• Minato Namikaze from Naruto is a particularly notable example. He was hailed as one if the strongest shinobi ever, saved the Leaf village from the Nine-Tailed Fox's attack, was shown to be able to wipe out whole platoons of shinobi in the blink of an eye (to the point where enemies were ordered to flee on sight from him), and could teleport anything, even a Spirit Bomb level chakra blast miles away without breaking a sweat. Needless to say, a lot of potential threats to the Leaf would not be deemed so dangerous if he was still alive.
  • Max Kaien from The Five Star Stories, except that he isn't dead. He was indeed too much of a Game Breaker to disrupt the plot, but the point itself was so tangled and complicated, that Mamoru Nagano simply had no need to kill him. Instead, he threw him away into the Alternate Universe, where he found at least some match to him, and surfaced only in occasional episodes ever since.
  • Ken from Shinkon Gattai Godannar. What can go wrong with a Badass pilot who has a Ninja Pirate Zombie Robot for a mecha? Obviously, they had to take him out. Unless he's in the Super Robot Wars universe.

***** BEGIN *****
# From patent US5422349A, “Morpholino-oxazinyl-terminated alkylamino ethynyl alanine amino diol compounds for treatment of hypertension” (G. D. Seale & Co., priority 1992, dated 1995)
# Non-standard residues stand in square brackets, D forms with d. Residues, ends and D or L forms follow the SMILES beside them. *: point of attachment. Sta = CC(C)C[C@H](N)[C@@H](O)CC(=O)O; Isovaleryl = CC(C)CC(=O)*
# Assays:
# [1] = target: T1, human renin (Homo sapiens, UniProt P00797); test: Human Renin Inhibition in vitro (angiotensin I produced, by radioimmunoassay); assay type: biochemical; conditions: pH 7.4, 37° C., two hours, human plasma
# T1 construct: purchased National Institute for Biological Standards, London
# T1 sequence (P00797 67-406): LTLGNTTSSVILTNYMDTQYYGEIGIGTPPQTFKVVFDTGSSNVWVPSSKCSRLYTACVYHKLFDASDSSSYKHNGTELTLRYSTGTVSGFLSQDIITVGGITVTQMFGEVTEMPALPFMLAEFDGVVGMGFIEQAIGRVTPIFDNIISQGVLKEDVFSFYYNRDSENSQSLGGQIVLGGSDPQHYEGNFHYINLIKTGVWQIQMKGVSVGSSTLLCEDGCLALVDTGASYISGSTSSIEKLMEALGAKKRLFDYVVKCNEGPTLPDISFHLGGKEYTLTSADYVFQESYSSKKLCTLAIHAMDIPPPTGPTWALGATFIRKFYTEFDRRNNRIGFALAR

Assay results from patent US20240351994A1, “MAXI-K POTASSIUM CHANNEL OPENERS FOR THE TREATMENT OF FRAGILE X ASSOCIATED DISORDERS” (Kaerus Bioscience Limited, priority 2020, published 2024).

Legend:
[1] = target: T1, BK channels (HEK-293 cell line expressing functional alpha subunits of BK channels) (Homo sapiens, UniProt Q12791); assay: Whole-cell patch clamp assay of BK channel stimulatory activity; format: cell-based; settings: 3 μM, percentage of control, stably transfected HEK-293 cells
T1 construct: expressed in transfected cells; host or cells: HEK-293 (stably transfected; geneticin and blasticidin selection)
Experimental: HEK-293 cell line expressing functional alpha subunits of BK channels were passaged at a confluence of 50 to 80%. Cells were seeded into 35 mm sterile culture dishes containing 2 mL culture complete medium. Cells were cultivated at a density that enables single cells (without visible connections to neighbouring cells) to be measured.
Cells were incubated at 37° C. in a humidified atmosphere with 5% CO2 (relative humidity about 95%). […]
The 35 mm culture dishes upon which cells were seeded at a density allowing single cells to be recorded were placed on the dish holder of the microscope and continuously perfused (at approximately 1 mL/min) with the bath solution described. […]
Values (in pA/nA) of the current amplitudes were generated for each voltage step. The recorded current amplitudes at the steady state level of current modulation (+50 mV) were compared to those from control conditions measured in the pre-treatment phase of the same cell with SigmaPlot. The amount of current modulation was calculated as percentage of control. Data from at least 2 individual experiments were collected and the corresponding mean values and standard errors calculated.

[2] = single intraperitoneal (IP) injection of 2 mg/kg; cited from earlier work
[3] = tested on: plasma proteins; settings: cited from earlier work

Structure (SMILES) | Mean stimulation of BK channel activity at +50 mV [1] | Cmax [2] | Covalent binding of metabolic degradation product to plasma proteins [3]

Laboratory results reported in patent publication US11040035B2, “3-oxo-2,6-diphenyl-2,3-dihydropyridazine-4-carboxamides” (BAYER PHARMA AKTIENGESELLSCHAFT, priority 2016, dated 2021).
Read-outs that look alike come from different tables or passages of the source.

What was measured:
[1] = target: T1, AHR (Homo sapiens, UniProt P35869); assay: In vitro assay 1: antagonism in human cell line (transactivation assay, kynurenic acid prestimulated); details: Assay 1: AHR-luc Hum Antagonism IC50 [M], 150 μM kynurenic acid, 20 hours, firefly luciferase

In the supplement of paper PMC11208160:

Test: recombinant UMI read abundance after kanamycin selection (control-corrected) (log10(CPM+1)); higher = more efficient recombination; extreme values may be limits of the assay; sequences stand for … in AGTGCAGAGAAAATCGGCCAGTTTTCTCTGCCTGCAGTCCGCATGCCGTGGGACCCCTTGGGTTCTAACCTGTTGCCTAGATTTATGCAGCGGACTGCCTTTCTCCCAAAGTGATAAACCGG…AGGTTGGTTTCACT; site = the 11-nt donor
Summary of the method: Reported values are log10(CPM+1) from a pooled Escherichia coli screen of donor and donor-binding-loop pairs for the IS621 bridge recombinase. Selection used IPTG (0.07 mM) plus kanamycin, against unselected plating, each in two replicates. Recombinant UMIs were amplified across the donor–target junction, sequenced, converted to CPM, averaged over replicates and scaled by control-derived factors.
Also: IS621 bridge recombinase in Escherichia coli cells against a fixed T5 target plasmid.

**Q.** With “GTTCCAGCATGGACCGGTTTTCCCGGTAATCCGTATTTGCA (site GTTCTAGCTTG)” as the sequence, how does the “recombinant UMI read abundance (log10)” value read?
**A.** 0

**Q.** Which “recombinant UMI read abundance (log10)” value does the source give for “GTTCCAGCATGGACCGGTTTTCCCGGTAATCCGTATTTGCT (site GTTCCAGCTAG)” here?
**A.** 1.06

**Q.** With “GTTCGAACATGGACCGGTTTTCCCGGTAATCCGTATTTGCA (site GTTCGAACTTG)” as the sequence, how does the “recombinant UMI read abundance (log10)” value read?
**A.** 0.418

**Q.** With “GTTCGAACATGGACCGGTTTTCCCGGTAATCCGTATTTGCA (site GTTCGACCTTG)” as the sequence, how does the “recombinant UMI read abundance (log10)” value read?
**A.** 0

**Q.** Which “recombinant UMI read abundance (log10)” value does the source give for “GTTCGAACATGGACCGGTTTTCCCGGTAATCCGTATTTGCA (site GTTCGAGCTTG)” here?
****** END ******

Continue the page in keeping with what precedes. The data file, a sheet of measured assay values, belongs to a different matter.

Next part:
• Festa in Fang of the Sun Dougram. He defeats an enemy Humongous Mecha on a bike and saves the titular Super Prototype. Five minutes later he goes for a drive and a grenade goes off in his bike. A grenade that a dying enemy soldier dropped there in the previous episode. A grenade that he conveniently didn't notice at all.
  • "Hot Ice" Hilda served as The Obi-Wan for Geene Starwind until she sacrificed herself fighting off Space Pirates. A long-time dream of fans is the creation of a Prequel detailing just how she got to be so Badass.